|Therefore, the present study was carried out to determine the effect of aqueous leaf extract of Moringa oleifera on lipid profile in cadmium exposed adult Wistar rats.|
|All the experimental procedures & maintenance of the animals were confined to the strict guidelines of the Institutional Ethics Committee & to that of Federal laws for the use of animals, in the experiment. The study was conducted in the year (2011-2012). Biochemical assay was carried out with the chemicals which were obtained from Durga Laboratories, Mangalore, Karnataka, India.|
|A. Plant materials|
|Samples of the leaves of the plant Moringa oleifera were collected from the plantations in Mangalore, Karnataka, India. They were also identified first & then authenticated by a plant taxonomist.|
|B. Preparation of extract|
|A thorough cleaning of the leaves of the plant was done followed by drying in the room temperature & crushing it into coarse powder. About 20 g of powder was taken & soaked separately in 100 ml of water & chloroform by keeping it in a Shaker for 3 days. It was filtered through cheese cloth & reduced to 10% of its original volume (organic solvent)., , The filtrate was then concentrated in vacuum using a rotary evaporator. The aqueous extract was dried using water bath. The whole process of extract preparation was carried out in Yenepoya Medical College, Yenepoya University, Mangalore, Karnataka, India 20.|
|C. Experimental animals|
|Adult male Wistar Albino rats of were taken into the study. The duration of the study was for ten days. These animals of (180-200) g weight were obtained from the animal house of Kasturba Medical College (KMC), Manipal University (MU), Mangalore, Karnataka, India. The ethical approval was taken from the Institutional Animal Ethical Committee (IAEC). The Institutional Experimental Animal Laboratory was used for housing these experimental animals. They were also having free access to food (standard diet) & water.|
|D. Experimental design|
|Aqueous leaf extract of Moringa oleifera was used. A total of twenty four (24) adult male Wistar Albino rats of (180- 200) g were taken & they were then broadly divided into four (4) groups. Each group consisted of six (6) animals, as follows:|
|Group i - control group, received normal saline only.|
|Group ii - experimental control group, pre-treated (oral) with Moringa oleifera leaf extract, (100 mg/kg/bw) for 10 days.|
|Group iii - received a single oral dose of cadmium chloride (10 mg/kg/bw).|
|Group iv - pre - treated with M. oleifera leaf extract (100 mg/kg/bw) for 10 days, followed by cadmium chloride (10 mg/kg/bw) given orally for one day.|
|E. Biochemical estimation|
|2 ml of blood was collected directly via cardiac puncture, under aseptic precautions using 23 G needles. Plasma concentrations of total cholesterol, triglycerides, HDL, LDL & VLDL cholesterol fractions were measured by using standard methods with commercially available kits5.|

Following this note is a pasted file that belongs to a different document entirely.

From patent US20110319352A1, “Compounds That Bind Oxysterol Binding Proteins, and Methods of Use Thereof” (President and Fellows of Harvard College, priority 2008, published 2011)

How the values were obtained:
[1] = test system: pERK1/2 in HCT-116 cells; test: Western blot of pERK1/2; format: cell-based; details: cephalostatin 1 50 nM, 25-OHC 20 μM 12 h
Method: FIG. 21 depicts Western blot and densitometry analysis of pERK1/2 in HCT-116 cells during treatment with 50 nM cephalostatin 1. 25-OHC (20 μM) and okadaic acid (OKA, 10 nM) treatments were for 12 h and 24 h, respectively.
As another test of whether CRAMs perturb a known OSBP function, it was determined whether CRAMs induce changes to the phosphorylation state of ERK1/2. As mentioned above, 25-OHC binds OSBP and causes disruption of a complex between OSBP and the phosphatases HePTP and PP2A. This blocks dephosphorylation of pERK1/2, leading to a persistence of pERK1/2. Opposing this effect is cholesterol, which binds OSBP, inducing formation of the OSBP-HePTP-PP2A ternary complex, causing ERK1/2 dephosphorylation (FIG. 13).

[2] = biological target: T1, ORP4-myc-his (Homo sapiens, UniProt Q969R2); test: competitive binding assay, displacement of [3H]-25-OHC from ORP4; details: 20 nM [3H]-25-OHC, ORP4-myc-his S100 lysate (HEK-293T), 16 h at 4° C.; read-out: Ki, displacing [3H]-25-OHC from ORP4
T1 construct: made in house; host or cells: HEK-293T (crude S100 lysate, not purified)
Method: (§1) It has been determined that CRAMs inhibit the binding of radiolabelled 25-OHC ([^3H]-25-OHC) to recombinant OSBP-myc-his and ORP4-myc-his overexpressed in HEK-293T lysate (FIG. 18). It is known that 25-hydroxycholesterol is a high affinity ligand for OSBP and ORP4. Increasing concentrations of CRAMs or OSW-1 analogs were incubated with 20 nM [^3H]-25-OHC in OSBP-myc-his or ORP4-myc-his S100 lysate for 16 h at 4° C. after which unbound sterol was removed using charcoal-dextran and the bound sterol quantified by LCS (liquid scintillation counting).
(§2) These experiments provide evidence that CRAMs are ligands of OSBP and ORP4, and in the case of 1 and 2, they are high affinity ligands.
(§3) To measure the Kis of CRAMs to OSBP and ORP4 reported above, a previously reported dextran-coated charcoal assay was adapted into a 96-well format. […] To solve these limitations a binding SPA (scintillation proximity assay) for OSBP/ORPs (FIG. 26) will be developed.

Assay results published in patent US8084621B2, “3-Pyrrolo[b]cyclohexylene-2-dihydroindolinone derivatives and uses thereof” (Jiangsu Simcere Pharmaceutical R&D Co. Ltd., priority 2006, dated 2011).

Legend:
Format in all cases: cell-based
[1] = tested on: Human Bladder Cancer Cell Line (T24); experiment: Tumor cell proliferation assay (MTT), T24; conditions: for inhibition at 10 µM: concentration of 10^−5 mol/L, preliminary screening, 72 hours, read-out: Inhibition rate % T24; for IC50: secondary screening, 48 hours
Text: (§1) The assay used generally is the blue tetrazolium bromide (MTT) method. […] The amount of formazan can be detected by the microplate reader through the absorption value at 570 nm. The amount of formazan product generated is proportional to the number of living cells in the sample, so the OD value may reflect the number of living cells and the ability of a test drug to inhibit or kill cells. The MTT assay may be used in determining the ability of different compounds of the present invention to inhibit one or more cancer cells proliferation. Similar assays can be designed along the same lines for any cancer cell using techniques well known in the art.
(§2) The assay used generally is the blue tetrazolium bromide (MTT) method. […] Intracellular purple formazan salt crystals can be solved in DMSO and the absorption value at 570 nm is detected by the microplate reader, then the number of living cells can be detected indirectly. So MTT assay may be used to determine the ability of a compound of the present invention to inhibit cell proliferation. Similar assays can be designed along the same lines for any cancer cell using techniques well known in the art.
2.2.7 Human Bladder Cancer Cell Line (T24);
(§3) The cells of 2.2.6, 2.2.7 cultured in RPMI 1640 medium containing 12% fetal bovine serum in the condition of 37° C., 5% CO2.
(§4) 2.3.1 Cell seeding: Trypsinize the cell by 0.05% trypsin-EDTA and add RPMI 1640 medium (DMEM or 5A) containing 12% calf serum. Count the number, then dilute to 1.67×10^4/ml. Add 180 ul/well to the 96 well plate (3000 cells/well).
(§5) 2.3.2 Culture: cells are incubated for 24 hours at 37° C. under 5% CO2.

|F. Statistical analysis|
|The data were expressed as means ±SD from 6 animals per group. Statistical significance was calculated by using the student ‘t’ test with a p value < 0.05 taken as significant.|
|Figure 1 shows the changes in the total cholesterol levels on treatment with aqueous leaf extract of Moringa oleifera prior to cadmium exposure. It is evident that, the total cholesterol|
|level was significantly increased in the cadmium alone treated group in comparison to normal control & experimental control. However, a significant decrease was seen in group iv, where the animals had undergone prior treatment with aqueous leaf extract of Moringa oleifera prior to cadmium exposure when compared to group iii. But the total cholesterol level did not show any significant difference between group i, ii & iv. The effects of Moringa oleifera leaf aqueous extract on triglyceride, HDL & LDL cholesterol levels in cadmium induced adult Wistar Albino rats are depicted in Table 1. A significant increase (p< 0.0001) in the levels of triglyceride & LDL cholesterol & decrease (p< 0.0001) in the HDL cholesterol levels were observed in group iii when compared to group i & group ii respectively. Opposite effects, i.e., a significant decrease (p< 0.0001) in the triglyceride & LDL cholesterol levels & increase (p< 0.0001) in the HDL cholesterol levels were seen when group iii was being compared to group iv.|
|the groups, i.e., the VLDL levels were increased in group iii as compared to group i & ii but decreased in group iv when compared to group iii. Also, changes were observed between groups i, ii & iv, but were not significant.|